New York Racing Association is spearheading a study on the impacts of various surfaces in horse racing

February 17, 2024 10:30 AM
Photo: Shutterstock
  • Stephen Whyno, Associated Press
February 17, 2024 10:30 AM
  • Stephen Whyno, Associated Press
  • United States
  • New York

The New York Racing Association is spearheading a study to evaluate the impact of various surfaces on equine injuries and fatalities.

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The formation of the all-weather-surfaces committee announced Wednesday comes after spates of horse deaths around the U.S. last year led to questions, criticism and safety reviews on the causes. The gathering of industry leaders came at the request of the Horseracing Integrity and Safety Authority, the federally mandated agency that began overseeing the sport in 2022.

The new committee will also study the feasibility of adopting all-weather surfaces nationally. NYRA president and CEO David O’Rourke, who’s chairing the nationwide committee, said this is an opportunity to look at everything from weather and temperature impacts to effects on gambling.

“I think really the main theme here would be integration of synthetics and where it makes sense, where it’s economically viable,” O’Rourke told The Associated Press in a phone interview. “Really just look at all the different pieces and put it together and then circle back with HISA and share our findings.”

According to data from the Equine Injury Database, fatalities on synthetic surfaces are roughly half of those on turf and a third of those on dirt tracks: 0.41 per 1,000 starts in 2022, compared to 0.99 and 1.44.

“When you get to the debate of synthetics, there’s a lot of information out there, but it’s not really been brought together comprehensively, not in this format,” O’Rourke said.

NYRA is constructing a 1-mile synthetic-surface track at Belmont Park as part of a $455 million renovation of the venue that has long been home to the third leg of the Triple Crown, the Belmont Stakes. The track will use Tapeta, a mix of silica sand, wax and fibers designed to simulate the root structure of turf, a surface Gulfstream Park in South Florida and other American tracks already have.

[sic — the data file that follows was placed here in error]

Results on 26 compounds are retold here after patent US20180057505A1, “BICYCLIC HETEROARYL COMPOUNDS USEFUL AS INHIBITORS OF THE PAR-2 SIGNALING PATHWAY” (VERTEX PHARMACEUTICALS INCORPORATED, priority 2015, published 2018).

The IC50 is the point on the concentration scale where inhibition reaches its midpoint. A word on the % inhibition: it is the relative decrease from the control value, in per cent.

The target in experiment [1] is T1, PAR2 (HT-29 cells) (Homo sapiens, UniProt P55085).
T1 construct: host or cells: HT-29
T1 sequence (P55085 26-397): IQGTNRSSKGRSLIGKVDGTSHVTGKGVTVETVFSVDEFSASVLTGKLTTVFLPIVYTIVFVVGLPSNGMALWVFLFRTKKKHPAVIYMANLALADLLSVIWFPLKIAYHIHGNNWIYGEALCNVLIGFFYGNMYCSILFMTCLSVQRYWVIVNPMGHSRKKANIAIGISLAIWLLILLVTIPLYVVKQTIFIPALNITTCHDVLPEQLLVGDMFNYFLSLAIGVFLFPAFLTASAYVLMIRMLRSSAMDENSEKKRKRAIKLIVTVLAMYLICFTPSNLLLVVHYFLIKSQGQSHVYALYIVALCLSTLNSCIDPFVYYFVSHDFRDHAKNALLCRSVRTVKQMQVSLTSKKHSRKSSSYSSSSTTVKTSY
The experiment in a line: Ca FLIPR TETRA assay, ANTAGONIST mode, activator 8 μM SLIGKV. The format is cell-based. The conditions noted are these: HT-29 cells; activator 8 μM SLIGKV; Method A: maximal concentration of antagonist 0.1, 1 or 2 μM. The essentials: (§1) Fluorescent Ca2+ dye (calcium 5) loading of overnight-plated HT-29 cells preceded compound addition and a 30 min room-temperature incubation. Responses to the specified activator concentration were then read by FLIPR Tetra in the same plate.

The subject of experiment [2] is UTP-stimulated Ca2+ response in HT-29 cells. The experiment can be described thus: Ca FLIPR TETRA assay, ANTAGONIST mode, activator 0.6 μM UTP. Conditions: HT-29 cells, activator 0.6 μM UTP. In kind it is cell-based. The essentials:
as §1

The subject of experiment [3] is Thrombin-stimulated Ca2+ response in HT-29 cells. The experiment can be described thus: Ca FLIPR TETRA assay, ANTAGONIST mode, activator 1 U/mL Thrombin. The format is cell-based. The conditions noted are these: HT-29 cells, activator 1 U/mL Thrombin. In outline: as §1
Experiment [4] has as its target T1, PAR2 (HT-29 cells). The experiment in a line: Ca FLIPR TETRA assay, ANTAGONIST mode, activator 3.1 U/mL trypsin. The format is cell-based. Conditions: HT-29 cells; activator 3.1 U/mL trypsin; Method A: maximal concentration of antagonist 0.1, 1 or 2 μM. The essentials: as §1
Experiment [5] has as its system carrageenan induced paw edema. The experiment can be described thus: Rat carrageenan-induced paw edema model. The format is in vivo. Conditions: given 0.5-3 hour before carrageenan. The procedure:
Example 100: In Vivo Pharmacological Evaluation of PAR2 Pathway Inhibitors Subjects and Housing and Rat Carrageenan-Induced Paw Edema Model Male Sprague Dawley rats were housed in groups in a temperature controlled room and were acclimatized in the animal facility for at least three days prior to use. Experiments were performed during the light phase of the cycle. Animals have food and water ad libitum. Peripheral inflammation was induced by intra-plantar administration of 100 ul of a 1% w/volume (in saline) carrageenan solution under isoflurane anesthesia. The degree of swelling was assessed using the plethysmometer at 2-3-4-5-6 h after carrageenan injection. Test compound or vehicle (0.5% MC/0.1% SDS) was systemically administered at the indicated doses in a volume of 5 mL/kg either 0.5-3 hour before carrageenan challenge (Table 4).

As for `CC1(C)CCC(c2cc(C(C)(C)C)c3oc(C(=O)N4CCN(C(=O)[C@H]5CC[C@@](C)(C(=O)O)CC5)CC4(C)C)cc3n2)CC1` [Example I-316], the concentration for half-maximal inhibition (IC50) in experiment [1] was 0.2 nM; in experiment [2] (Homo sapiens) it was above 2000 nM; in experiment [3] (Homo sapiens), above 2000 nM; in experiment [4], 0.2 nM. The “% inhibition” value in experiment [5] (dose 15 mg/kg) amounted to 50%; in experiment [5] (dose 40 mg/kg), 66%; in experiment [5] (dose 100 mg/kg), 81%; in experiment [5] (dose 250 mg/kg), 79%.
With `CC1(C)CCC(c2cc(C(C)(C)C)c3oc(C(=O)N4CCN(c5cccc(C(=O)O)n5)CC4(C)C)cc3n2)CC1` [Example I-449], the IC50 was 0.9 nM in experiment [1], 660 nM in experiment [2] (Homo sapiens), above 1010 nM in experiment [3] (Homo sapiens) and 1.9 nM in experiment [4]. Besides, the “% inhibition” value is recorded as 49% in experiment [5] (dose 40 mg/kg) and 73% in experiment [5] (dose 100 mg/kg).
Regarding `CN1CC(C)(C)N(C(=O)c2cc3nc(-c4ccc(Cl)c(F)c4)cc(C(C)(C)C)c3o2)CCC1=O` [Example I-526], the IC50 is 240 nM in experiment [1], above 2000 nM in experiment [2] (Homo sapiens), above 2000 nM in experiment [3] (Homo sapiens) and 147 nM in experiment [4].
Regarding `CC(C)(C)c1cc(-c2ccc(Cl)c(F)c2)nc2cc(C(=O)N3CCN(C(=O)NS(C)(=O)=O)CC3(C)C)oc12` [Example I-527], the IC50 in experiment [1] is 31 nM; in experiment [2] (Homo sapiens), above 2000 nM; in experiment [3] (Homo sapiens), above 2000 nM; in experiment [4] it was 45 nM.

Late in 2022, NYRA added a Tapeta pony track at Belmont Park that can be used for training in inclement weather and also provide information for how the surface holds up given the climate.

“When you’re in a temperate climate like we are, that’s difficult, so having another surface would give us another option when we’re dealing with foul weather, whether it’s the winter or a statistically rainy period of the year,” O’Rourke said.

Keeneland VP of racing Gatewood Bell, Breeders’ Cup CEO Drew Fleming, 1/ST Racing executive vice chairman Craig Fravel and Del Mar Thoroughbred Club president Josh Rubinstein are also on the committee, which does not include a representative from Churchill Downs, which hosts the Kentucky Derby. 1/ST Racing puts on the Preakness at Pimlico Race Course in Baltimore.

HISA CEO Lisa Lazarus said the committee’s work “will be essential in deepening our understanding of all-weather surfaces, and we look forward to reviewing the results when complete.”